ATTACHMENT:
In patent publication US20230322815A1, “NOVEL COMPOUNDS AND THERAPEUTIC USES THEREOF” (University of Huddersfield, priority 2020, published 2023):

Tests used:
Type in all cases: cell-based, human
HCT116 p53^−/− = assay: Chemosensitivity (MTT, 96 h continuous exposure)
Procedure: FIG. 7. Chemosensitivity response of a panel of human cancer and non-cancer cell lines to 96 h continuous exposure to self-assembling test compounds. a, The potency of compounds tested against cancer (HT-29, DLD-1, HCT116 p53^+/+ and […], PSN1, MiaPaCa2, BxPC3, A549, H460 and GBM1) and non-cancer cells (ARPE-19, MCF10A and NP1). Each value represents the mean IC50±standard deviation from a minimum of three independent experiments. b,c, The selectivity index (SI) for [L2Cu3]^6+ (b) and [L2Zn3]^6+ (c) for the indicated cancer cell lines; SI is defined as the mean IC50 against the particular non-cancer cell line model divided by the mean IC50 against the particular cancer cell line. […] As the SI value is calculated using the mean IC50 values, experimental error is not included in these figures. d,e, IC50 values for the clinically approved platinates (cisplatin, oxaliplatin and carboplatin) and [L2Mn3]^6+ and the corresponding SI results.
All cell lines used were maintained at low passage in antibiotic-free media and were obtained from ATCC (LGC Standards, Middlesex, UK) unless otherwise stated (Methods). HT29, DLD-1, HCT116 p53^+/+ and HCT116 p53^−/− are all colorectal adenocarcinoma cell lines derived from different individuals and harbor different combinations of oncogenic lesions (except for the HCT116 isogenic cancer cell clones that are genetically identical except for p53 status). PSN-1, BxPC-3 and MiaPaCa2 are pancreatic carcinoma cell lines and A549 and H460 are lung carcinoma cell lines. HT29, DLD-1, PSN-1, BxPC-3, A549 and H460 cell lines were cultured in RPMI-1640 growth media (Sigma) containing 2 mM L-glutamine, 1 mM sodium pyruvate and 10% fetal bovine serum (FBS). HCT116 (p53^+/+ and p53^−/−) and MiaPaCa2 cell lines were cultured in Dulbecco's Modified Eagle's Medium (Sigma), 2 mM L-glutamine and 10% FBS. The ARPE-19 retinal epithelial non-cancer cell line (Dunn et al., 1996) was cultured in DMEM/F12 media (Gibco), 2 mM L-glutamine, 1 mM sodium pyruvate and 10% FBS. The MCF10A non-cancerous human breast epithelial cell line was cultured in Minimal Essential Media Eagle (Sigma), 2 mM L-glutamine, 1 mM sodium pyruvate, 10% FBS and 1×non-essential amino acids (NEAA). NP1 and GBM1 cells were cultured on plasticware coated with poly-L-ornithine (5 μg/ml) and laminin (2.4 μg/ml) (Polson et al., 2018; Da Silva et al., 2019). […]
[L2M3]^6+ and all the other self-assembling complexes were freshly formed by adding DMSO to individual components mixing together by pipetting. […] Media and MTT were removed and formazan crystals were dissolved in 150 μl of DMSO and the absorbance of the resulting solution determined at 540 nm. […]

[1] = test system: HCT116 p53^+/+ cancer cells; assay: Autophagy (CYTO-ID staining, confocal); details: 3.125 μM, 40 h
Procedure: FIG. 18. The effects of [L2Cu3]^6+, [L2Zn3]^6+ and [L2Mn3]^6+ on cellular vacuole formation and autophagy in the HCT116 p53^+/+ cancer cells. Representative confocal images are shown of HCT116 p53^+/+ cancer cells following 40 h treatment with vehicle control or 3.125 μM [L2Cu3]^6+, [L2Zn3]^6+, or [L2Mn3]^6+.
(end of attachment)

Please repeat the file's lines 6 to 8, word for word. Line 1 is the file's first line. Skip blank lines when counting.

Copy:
All cell lines used were maintained at low passage in antibiotic-free media and were obtained from ATCC (LGC Standards, Middlesex, UK) unless otherwise stated (Methods). HT29, DLD-1, HCT116 p53^+/+ and HCT116 p53^−/− are all colorectal adenocarcinoma cell lines derived from different individuals and harbor different combinations of oncogenic lesions (except for the HCT116 isogenic cancer cell clones that are genetically identical except for p53 status). PSN-1, BxPC-3 and MiaPaCa2 are pancreatic carcinoma cell lines and A549 and H460 are lung carcinoma cell lines. HT29, DLD-1, PSN-1, BxPC-3, A549 and H460 cell lines were cultured in RPMI-1640 growth media (Sigma) containing 2 mM L-glutamine, 1 mM sodium pyruvate and 10% fetal bovine serum (FBS). HCT116 (p53^+/+ and p53^−/−) and MiaPaCa2 cell lines were cultured in Dulbecco's Modified Eagle's Medium (Sigma), 2 mM L-glutamine and 10% FBS. The ARPE-19 retinal epithelial non-cancer cell line (Dunn et al., 1996) was cultured in DMEM/F12 media (Gibco), 2 mM L-glutamine, 1 mM sodium pyruvate and 10% FBS. The MCF10A non-cancerous human breast epithelial cell line was cultured in Minimal Essential Media Eagle (Sigma), 2 mM L-glutamine, 1 mM sodium pyruvate, 10% FBS and 1×non-essential amino acids (NEAA). NP1 and GBM1 cells were cultured on plasticware coated with poly-L-ornithine (5 μg/ml) and laminin (2.4 μg/ml) (Polson et al., 2018; Da Silva et al., 2019). […]
[L2M3]^6+ and all the other self-assembling complexes were freshly formed by adding DMSO to individual components mixing together by pipetting. […] Media and MTT were removed and formazan crystals were dissolved in 150 μl of DMSO and the absorbance of the resulting solution determined at 540 nm. […]

[1] = test system: HCT116 p53^+/+ cancer cells; assay: Autophagy (CYTO-ID staining, confocal); details: 3.125 μM, 40 h